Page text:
New life for an historic Eastbourne theatreDate: 23 April 2012
Eastbourne’s Royal Hippodrome is to open its doors again. The town's oldest theatre will burst back into life this May with a five-month run of a new summer season show called Sentimental Journey. Lee-Moon Productions are the company behind this, and their enormous commitment to the show as well as to the town has breathed new life into a wonderful theatre that has yet again avoided permanent closure.
The Hippodrome, designed by C J Phipps, was opened in 1883 as the New Theatre Royal and Opera House, having been granted a Royal Patent by the then Prince of Wales. The interior of the new theatre was partly modelled on Phipps’ Savoy Theatre in London. Before the end of the century most of the famous theatrical personalities of the time had appeared at the theatre including Ellen Terry and [Richard D’Oyly Carte]'s Savoy Opera Company.
In 1904 the theatre was renamed the Eastbourne Hippodrome and began a period of twice-nightly variety shows. Among those performing before the First World War were Harry Houdini (who made a well publicised escape from Eastbourne police cells), Marie Lloyd, Hetty King and Fred Karno's famous troupe (in which both Stan Laurel and Charlie Chaplin learnt their comedic trade).
Then, between the wars, the theatre adapted to a number of differing entertainments, including plays and films, and stars such as Vic Oliver, Cyril Fletcher, and Elsie and Doris Waters – billed as “Stars of Radio” – appeared.
In the late 1950s the theatre was bought by Eastbourne Borough Council. Still the variety stars kept coming, including Vera Lynn, Peter Sellers, Harry Secombe, Ken Dodd and Roy Hudd. Bruce Forsyth was appearing at the Royal Hippodrome when he was called up to compère Sunday Night at the London Palladium.
The theatre continued to thrive through the 70s, 80s, 90s and the first decade of the 21st century as a variety venue, but in addition to the regular variety shows it also offered other entertainment events including one-night shows from artists including Val Doonican, Elkie Brookes and Lenny Henry.
At the end of 2007 Eastbourne Borough Council took the lease back and invested heavily in the 643-seat theatre to bring it up to date with current legislation. The venue was completely rewired and numerous improvements were made backstage. It also had a brand new emergency lighting and fire detection system installed, and was made more accessible for disabled patrons.
Since then, and in the prevailing economic climate, the threat of permanent closure has loomed large but now, with the help of both the elongated summer season production and the Royal Project, the future looks much brighter.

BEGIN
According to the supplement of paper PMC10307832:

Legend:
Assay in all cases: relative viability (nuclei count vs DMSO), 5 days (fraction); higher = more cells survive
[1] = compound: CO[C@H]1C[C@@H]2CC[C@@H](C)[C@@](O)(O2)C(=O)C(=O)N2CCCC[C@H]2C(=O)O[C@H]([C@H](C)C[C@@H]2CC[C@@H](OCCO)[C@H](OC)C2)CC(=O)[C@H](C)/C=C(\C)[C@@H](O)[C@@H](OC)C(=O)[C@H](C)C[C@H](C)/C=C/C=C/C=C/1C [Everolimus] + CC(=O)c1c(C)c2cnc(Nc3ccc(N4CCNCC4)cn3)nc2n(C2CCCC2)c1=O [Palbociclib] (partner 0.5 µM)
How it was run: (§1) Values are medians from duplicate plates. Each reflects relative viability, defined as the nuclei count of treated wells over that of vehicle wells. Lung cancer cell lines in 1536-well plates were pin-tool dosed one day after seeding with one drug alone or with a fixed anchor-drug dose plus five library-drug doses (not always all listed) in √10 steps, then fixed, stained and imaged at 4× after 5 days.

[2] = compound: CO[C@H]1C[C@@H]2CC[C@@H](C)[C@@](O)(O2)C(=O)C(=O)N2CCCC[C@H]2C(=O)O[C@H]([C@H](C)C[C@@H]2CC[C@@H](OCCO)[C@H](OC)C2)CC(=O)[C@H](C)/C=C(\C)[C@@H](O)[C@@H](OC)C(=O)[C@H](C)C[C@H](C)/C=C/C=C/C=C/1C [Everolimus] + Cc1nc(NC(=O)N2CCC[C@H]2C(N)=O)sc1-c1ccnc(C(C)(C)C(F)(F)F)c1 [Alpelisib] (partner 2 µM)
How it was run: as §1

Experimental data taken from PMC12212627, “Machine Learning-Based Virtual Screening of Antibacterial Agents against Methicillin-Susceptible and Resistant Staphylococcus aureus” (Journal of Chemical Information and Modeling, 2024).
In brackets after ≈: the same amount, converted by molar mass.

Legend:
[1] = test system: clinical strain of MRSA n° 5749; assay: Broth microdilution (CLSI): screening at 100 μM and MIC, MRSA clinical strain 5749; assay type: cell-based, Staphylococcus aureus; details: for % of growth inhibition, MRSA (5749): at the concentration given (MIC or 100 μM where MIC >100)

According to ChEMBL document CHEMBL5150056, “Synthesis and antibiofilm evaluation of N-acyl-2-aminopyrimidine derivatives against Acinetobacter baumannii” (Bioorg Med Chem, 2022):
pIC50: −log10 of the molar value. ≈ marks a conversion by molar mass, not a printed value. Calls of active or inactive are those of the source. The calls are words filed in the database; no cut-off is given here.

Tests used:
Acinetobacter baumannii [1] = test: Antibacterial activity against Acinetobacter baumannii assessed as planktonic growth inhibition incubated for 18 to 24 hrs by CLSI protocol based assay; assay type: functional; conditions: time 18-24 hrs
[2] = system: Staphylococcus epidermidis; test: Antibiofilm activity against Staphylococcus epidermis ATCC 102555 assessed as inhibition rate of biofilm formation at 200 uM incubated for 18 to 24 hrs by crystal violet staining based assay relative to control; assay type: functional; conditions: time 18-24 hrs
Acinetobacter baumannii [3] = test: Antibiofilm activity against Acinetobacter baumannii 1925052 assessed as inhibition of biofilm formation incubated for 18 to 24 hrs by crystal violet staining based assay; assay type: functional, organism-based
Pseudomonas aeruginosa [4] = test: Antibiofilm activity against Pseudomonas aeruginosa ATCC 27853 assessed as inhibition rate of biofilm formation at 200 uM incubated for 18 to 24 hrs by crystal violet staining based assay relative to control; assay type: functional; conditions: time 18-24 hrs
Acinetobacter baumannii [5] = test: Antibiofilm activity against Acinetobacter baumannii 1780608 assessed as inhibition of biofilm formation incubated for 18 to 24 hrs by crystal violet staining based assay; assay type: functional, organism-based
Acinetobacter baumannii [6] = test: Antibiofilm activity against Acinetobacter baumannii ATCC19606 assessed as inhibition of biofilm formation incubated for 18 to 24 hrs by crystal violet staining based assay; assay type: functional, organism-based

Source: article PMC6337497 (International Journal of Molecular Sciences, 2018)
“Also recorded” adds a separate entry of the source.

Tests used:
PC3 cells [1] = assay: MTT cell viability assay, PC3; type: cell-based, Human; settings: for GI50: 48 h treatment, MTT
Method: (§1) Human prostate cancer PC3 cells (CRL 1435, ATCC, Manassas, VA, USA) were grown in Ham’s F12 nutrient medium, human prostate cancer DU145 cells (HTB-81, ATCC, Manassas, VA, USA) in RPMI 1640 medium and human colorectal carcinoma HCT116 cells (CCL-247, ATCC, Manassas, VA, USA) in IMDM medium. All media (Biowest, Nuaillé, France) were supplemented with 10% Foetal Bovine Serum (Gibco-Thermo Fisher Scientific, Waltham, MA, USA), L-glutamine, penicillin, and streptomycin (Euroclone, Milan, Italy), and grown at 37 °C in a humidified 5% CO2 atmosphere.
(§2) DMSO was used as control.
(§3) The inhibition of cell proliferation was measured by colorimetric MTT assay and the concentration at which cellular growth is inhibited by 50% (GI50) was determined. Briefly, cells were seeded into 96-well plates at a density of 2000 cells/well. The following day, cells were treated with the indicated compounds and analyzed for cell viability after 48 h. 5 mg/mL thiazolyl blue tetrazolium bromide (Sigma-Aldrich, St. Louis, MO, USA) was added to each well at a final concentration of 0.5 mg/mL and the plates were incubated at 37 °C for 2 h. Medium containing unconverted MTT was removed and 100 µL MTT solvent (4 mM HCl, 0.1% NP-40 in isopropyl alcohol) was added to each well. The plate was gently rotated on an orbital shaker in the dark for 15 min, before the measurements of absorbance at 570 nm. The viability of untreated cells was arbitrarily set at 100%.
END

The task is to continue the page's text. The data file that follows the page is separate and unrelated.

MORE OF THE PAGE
The Royal Project is an exciting community-based initiative to bring the Royal Hippodrome back into vibrant year-round use as a theatre for the whole community, open all day and presenting a dazzling range of attractions and activities. It will make this historic building a leading arts and media centre and act as a focal point for the regeneration of the area.
The summer show, which is being produced to mark the Queen’s Diamond Jubilee year, is a family variety show appropriately called Sentimental Journey. This will take you on a journey back to the time of the coronation (1953) with Stars in Their Eyes contestants Colin Gold as Billy Fury and Tracy Lea, as Connie Francis. The show will also have its own Show Time Dancers and alternating compères Barry Moon and Mike Lee. Headlining is a man who has been described as “one of the greatest front of tabs comedians” and family favourite, Jimmy Cricket.
I had an opportunity to talk to Jimmy about the show and the theatre in which it plays. “This is the Cinderella theatre in Eastbourne and the fact that it could have closed makes me weep. I’ve gone out on a limb sometimes, when I see other theatres closing, and I have had irate letters back from some councillors asking why I am butting in, but I can’t just stand by and watch them go under.
“I was here three or four years ago. I stood in for Syd Little for a few nights in the summer when he had other commitments, and when I had the greasepaint on and I got the smell of the theatre in my nostrils I knew I wanted to come back. It’s wonderful to be here for a real summer season, with a time-honoured and classic variety show.
“Alas and alack, nearly all of them are gone now. There’s here, Cromer and Clacton but that’s about it, and its tradition and, just like this fantastic building, it’s a big part of our cultural heritage”.
Sentimental Journey is at the Royal Hippodrome Theatre, Eastbourne on Tuesday and Wednesday evenings at 8.15pm from 1 May until 26 September. 1960s icon Jess Conrad replaces Cricket on 19 and 20 June and on 11 July.
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